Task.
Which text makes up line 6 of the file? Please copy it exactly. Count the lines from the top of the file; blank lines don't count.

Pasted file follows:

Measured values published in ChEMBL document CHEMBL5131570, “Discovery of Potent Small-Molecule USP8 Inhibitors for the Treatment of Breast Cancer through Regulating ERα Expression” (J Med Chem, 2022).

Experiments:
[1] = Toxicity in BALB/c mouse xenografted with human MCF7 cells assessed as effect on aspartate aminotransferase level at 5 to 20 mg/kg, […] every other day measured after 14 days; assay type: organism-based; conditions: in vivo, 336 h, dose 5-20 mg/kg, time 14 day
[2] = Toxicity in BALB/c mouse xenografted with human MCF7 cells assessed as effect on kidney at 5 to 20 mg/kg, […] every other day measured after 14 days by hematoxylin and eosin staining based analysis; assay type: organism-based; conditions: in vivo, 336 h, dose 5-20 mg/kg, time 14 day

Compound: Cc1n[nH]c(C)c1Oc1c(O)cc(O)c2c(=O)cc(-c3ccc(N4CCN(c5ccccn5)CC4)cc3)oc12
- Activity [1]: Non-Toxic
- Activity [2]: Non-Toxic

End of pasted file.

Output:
- Activity [1]: Non-Toxic